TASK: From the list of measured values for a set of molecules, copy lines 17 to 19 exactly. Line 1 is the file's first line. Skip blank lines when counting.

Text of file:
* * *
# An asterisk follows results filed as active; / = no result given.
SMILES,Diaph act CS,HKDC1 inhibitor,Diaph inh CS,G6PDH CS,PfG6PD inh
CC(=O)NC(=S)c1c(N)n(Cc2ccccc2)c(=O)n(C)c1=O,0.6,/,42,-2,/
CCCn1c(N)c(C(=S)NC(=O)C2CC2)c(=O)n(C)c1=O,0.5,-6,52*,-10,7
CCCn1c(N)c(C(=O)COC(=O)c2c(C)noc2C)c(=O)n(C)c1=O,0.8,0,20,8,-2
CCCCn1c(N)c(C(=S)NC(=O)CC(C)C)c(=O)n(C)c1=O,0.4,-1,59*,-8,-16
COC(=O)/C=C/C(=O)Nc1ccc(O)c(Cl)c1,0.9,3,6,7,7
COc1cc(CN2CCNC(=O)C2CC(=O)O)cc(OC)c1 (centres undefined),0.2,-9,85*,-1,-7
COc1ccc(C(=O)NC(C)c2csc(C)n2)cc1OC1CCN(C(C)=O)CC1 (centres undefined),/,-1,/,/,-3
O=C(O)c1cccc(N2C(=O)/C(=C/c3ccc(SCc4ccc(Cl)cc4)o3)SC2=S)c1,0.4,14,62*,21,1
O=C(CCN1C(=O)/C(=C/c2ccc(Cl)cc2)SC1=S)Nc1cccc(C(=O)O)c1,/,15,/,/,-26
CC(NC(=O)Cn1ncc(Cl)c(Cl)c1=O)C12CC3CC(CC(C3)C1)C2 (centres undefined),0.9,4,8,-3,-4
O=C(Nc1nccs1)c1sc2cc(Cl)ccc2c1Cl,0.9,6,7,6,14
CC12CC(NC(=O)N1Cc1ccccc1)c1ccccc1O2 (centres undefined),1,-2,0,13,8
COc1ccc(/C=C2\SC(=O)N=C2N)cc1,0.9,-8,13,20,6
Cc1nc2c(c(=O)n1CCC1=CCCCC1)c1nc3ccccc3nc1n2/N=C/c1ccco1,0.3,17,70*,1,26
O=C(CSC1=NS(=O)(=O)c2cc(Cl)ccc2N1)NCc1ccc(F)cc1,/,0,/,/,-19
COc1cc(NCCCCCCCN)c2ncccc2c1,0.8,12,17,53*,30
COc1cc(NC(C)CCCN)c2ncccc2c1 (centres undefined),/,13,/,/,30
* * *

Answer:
O=C(CSC1=NS(=O)(=O)c2cc(Cl)ccc2N1)NCc1ccc(F)cc1,/,0,/,/,-19
COc1cc(NCCCCCCCN)c2ncccc2c1,0.8,12,17,53*,30
COc1cc(NC(C)CCCN)c2ncccc2c1 (centres undefined),/,13,/,/,30